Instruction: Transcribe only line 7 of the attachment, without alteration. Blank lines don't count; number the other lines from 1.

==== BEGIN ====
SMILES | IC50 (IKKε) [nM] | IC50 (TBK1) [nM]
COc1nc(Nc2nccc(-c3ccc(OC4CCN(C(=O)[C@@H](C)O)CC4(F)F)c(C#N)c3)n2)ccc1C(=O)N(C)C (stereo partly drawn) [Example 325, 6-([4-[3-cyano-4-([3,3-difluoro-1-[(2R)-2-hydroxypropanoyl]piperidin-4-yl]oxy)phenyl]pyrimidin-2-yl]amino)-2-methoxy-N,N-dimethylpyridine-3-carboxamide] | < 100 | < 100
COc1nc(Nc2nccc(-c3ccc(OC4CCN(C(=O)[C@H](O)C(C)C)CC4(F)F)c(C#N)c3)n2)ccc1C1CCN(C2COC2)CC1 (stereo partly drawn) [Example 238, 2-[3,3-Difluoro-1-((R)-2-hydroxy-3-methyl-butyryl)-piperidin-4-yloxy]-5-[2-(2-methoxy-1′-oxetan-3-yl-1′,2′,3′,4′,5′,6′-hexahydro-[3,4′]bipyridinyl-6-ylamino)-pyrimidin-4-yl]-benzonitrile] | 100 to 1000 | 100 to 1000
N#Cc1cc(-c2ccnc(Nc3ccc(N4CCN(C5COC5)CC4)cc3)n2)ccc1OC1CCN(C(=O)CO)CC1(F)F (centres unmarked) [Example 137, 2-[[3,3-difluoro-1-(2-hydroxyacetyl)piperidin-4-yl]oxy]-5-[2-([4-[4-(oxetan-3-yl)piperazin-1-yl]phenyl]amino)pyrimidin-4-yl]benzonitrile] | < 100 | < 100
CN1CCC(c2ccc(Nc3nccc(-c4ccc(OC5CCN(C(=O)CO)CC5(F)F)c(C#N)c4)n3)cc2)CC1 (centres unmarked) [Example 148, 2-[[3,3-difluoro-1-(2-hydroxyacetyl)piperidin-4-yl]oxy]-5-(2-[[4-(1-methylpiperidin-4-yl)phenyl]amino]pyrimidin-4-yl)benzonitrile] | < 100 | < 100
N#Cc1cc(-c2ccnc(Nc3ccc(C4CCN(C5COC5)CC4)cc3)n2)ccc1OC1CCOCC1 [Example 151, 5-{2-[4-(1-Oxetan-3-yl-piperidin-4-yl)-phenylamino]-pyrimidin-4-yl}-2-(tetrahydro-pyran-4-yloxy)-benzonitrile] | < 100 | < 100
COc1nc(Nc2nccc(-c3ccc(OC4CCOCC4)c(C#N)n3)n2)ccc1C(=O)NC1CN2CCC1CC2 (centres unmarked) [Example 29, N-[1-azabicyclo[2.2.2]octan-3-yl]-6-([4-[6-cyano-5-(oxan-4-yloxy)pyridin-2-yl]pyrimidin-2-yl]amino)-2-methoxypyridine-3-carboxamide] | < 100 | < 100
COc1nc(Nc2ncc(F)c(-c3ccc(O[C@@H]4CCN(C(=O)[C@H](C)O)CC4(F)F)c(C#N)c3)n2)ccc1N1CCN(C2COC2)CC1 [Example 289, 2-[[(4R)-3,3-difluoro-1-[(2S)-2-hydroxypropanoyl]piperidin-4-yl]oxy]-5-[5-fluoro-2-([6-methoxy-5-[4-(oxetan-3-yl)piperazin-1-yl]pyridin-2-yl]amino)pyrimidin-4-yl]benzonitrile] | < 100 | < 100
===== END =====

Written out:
COc1nc(Nc2nccc(-c3ccc(OC4CCOCC4)c(C#N)n3)n2)ccc1C(=O)NC1CN2CCC1CC2 (centres unmarked) [Example 29, N-[1-azabicyclo[2.2.2]octan-3-yl]-6-([4-[6-cyano-5-(oxan-4-yloxy)pyridin-2-yl]pyrimidin-2-yl]amino)-2-methoxypyridine-3-carboxamide] | < 100 | < 100